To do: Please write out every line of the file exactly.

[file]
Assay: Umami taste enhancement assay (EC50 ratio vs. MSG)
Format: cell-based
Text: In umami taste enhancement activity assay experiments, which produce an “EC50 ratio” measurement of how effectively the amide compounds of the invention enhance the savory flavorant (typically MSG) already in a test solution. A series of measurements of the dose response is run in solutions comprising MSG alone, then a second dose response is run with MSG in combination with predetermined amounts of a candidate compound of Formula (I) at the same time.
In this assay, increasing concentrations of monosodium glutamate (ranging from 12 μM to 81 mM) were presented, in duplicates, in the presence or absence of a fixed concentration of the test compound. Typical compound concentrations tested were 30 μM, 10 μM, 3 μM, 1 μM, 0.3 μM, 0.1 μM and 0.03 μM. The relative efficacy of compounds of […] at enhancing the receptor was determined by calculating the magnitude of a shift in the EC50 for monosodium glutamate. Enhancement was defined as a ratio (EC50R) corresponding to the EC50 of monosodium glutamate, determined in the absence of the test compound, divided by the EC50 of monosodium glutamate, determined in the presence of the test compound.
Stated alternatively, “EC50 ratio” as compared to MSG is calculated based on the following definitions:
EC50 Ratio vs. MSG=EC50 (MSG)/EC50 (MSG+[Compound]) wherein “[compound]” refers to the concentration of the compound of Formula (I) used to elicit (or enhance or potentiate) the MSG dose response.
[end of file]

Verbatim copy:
Assay: Umami taste enhancement assay (EC50 ratio vs. MSG)
Format: cell-based
Text: In umami taste enhancement activity assay experiments, which produce an “EC50 ratio” measurement of how effectively the amide compounds of the invention enhance the savory flavorant (typically MSG) already in a test solution. A series of measurements of the dose response is run in solutions comprising MSG alone, then a second dose response is run with MSG in combination with predetermined amounts of a candidate compound of Formula (I) at the same time.
In this assay, increasing concentrations of monosodium glutamate (ranging from 12 μM to 81 mM) were presented, in duplicates, in the presence or absence of a fixed concentration of the test compound. Typical compound concentrations tested were 30 μM, 10 μM, 3 μM, 1 μM, 0.3 μM, 0.1 μM and 0.03 μM. The relative efficacy of compounds of […] at enhancing the receptor was determined by calculating the magnitude of a shift in the EC50 for monosodium glutamate. Enhancement was defined as a ratio (EC50R) corresponding to the EC50 of monosodium glutamate, determined in the absence of the test compound, divided by the EC50 of monosodium glutamate, determined in the presence of the test compound.
Stated alternatively, “EC50 ratio” as compared to MSG is calculated based on the following definitions:
EC50 Ratio vs. MSG=EC50 (MSG)/EC50 (MSG+[Compound]) wherein “[compound]” refers to the concentration of the compound of Formula (I) used to elicit (or enhance or potentiate) the MSG dose response.